Back in the 80s and 90s, these sorts of films used to be made in droves. A nasty little sub-genre of horror called “splatstick”, which combined splatter-punk with old school comedy a la the Three Stooges. Sam Raimi brought this kind of flick to the forefront with his classic Evil Dead films, but another king of this genre was future Hobbit wrangler Peter Jackson with flicks such as “Meet the Feebles” and “Braindead.”
Black Sheep is an attempt to step back into that golden age, one with tangible links to Jackson thanks to some amazing FX from WETA. It’s more or less successful at recreating the fun vibe of those flicks. Jam -packed with zombie sheep, fetal sheep, and even were-sheep. Needless to say, you’ll never look at lamb chops the same way again.
The plot follows a pair of brothers who co-own the family sheep farm. The younger brother Henry (Nathan Meister) is sheep-phobic and has spent 15 years away from his home. Henry returns home to try and sell his share of the farm to his sadistic older brother Angus (Peter Feeney). The only problem is that Angus bred a mutant breed of sheep that craves human flesh. So of course some well-meaning but comical animal rights activists have to accidentally let this horror loose.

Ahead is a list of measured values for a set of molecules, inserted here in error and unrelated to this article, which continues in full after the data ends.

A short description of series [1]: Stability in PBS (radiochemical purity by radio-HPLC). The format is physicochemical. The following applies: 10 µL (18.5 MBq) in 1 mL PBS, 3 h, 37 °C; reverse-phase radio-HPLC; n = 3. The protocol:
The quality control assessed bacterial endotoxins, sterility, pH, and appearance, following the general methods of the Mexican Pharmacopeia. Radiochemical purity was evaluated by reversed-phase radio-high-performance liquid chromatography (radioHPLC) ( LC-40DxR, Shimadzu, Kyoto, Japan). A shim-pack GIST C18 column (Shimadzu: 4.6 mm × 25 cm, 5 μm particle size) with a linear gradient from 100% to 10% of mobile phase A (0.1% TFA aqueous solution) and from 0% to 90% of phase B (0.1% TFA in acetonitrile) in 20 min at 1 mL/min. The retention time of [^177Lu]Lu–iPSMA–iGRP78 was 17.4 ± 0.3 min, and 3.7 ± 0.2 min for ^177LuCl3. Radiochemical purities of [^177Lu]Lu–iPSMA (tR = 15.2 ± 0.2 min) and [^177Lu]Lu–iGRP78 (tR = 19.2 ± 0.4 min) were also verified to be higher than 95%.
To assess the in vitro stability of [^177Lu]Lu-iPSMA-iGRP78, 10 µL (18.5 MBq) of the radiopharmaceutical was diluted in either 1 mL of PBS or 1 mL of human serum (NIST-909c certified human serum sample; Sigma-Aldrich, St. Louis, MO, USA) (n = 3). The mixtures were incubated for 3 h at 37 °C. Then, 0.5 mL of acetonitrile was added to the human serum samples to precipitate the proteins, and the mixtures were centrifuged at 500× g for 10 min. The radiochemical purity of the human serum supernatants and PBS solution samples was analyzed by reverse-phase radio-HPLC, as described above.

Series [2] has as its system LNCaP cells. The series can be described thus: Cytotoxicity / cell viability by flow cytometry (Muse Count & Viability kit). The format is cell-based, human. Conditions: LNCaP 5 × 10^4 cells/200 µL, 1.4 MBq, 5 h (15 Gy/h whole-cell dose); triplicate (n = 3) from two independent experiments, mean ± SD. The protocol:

Black Sheep works best when it wears its heart on its bloodstained sleeve. Playing more like a twisted family drama than a horror film,Meister and Feeney do a credible job as the two brothers, with Feeney doing much of the heavy lifting, making such an outrageous character seem believable. The relationship between the two brothers reminds me a lot of something you’d see in a southern gothic novel or film – it’s competitive and quasi-incestuous, which of course makes it both funny and creepy. Especially since Henry comes off like the wide-eyed innocent for much of the film.
Unfortunately, when it goes into all out comedy mode, many of the jokes fall completely flat, and there’s plenty of stuff you’ve seen before. Plus, they seem to think you should laugh simply because they’ve transformed sheep into monsters.
It must be said that the sheep themselves are nothing short of astounding, at times very hard to tell between the real sheep and the mechanical ones. The aforementioned were-sheep are also visually impressive, being both grotesque and humorous at the same time. I’d very much like to see what WETA could do with a traditional werewolf film.
Like many of the other films I’ve review for this site, this isn’t a flick for everyone. Fans of stone-faced horror won’t get much out of it, and comedy fans will likely get grossed out. But for the noble few that love some yucks with their screams… they’ll find an imperfect gem of a movie. Something more than worth multiple viewings.